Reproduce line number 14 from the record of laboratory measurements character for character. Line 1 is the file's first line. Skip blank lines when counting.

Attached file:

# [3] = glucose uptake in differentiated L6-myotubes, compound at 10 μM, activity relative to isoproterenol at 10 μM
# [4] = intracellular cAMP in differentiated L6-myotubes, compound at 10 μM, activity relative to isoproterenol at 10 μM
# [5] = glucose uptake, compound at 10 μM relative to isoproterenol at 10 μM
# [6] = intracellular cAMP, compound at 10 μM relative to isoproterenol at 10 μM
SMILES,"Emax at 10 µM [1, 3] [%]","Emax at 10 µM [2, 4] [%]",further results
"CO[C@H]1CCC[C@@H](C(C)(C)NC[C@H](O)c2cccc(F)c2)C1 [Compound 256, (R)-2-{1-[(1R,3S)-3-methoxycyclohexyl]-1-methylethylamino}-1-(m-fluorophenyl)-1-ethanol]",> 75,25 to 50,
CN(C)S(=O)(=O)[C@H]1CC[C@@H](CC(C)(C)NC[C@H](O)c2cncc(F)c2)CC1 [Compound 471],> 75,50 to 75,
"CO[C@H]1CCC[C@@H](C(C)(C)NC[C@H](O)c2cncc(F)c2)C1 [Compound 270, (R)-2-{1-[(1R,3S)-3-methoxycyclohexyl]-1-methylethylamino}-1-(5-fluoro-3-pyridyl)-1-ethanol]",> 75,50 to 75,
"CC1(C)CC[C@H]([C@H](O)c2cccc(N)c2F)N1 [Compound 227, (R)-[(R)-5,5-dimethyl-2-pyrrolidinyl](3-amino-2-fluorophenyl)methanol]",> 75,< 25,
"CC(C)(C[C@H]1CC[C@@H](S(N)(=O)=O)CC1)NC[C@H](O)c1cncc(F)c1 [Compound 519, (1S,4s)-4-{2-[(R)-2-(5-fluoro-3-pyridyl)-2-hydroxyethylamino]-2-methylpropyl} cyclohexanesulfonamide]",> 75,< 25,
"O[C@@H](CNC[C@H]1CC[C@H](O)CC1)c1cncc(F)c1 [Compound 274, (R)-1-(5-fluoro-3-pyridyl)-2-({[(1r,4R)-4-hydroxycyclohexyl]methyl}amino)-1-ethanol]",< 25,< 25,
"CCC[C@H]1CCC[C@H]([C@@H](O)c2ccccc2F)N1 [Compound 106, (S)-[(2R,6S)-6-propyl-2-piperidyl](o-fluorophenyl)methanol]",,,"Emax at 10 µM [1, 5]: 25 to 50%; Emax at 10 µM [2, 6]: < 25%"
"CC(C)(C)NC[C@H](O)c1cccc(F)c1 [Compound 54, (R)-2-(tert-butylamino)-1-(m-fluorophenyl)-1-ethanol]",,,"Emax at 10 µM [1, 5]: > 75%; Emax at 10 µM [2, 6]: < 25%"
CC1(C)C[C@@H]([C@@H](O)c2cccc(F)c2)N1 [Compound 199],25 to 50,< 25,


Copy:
CC1(C)C[C@@H]([C@@H](O)c2cccc(F)c2)N1 [Compound 199],25 to 50,< 25,